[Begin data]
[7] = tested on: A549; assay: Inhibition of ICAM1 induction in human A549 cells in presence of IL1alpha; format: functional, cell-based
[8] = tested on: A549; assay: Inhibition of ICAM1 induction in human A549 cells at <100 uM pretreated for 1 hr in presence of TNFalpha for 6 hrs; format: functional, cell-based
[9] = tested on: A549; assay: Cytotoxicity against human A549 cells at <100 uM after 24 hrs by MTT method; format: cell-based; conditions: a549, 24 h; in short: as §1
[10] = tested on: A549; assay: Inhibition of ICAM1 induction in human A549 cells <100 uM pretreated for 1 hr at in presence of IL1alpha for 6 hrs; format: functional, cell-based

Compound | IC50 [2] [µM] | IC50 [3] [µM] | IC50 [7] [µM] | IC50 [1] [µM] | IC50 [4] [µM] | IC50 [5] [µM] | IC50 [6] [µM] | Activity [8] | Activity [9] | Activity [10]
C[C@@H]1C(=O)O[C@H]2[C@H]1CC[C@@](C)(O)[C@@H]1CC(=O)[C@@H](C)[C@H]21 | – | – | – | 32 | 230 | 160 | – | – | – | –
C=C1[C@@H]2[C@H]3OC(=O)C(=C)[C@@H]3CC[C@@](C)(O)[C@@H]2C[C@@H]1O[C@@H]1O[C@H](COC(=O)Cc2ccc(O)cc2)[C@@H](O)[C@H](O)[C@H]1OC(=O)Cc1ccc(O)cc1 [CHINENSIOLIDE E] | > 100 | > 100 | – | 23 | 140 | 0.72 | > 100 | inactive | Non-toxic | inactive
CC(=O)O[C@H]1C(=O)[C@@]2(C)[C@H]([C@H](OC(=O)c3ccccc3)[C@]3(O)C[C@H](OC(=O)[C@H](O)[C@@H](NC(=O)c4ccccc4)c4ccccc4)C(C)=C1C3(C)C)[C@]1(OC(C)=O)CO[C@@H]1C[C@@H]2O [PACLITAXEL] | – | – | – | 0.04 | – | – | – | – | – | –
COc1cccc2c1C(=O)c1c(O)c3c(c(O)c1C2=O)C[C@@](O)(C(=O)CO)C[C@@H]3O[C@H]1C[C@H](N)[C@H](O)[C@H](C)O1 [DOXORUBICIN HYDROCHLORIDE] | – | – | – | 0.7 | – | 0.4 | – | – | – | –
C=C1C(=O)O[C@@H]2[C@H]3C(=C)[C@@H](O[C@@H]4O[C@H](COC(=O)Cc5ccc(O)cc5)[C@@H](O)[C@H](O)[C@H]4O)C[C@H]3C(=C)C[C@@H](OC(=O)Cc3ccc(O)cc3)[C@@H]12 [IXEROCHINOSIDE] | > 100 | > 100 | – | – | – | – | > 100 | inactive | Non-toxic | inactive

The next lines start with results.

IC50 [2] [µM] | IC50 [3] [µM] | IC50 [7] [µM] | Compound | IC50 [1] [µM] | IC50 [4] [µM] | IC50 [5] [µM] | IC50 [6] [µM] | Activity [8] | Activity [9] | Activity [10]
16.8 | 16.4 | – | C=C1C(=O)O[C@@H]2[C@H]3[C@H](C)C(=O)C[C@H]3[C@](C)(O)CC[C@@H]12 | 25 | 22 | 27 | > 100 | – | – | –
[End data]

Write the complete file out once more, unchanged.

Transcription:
[7] = tested on: A549; assay: Inhibition of ICAM1 induction in human A549 cells in presence of IL1alpha; format: functional, cell-based
[8] = tested on: A549; assay: Inhibition of ICAM1 induction in human A549 cells at <100 uM pretreated for 1 hr in presence of TNFalpha for 6 hrs; format: functional, cell-based
[9] = tested on: A549; assay: Cytotoxicity against human A549 cells at <100 uM after 24 hrs by MTT method; format: cell-based; conditions: a549, 24 h; in short: as §1
[10] = tested on: A549; assay: Inhibition of ICAM1 induction in human A549 cells <100 uM pretreated for 1 hr at in presence of IL1alpha for 6 hrs; format: functional, cell-based

Compound | IC50 [2] [µM] | IC50 [3] [µM] | IC50 [7] [µM] | IC50 [1] [µM] | IC50 [4] [µM] | IC50 [5] [µM] | IC50 [6] [µM] | Activity [8] | Activity [9] | Activity [10]
C[C@@H]1C(=O)O[C@H]2[C@H]1CC[C@@](C)(O)[C@@H]1CC(=O)[C@@H](C)[C@H]21 | – | – | – | 32 | 230 | 160 | – | – | – | –
C=C1[C@@H]2[C@H]3OC(=O)C(=C)[C@@H]3CC[C@@](C)(O)[C@@H]2C[C@@H]1O[C@@H]1O[C@H](COC(=O)Cc2ccc(O)cc2)[C@@H](O)[C@H](O)[C@H]1OC(=O)Cc1ccc(O)cc1 [CHINENSIOLIDE E] | > 100 | > 100 | – | 23 | 140 | 0.72 | > 100 | inactive | Non-toxic | inactive
CC(=O)O[C@H]1C(=O)[C@@]2(C)[C@H]([C@H](OC(=O)c3ccccc3)[C@]3(O)C[C@H](OC(=O)[C@H](O)[C@@H](NC(=O)c4ccccc4)c4ccccc4)C(C)=C1C3(C)C)[C@]1(OC(C)=O)CO[C@@H]1C[C@@H]2O [PACLITAXEL] | – | – | – | 0.04 | – | – | – | – | – | –
COc1cccc2c1C(=O)c1c(O)c3c(c(O)c1C2=O)C[C@@](O)(C(=O)CO)C[C@@H]3O[C@H]1C[C@H](N)[C@H](O)[C@H](C)O1 [DOXORUBICIN HYDROCHLORIDE] | – | – | – | 0.7 | – | 0.4 | – | – | – | –
C=C1C(=O)O[C@@H]2[C@H]3C(=C)[C@@H](O[C@@H]4O[C@H](COC(=O)Cc5ccc(O)cc5)[C@@H](O)[C@H](O)[C@H]4O)C[C@H]3C(=C)C[C@@H](OC(=O)Cc3ccc(O)cc3)[C@@H]12 [IXEROCHINOSIDE] | > 100 | > 100 | – | – | – | – | > 100 | inactive | Non-toxic | inactive

The next lines start with results.

IC50 [2] [µM] | IC50 [3] [µM] | IC50 [7] [µM] | Compound | IC50 [1] [µM] | IC50 [4] [µM] | IC50 [5] [µM] | IC50 [6] [µM] | Activity [8] | Activity [9] | Activity [10]
16.8 | 16.4 | – | C=C1C(=O)O[C@@H]2[C@H]3[C@H](C)C(=O)C[C@H]3[C@](C)(O)CC[C@@H]12 | 25 | 22 | 27 | > 100 | – | – | –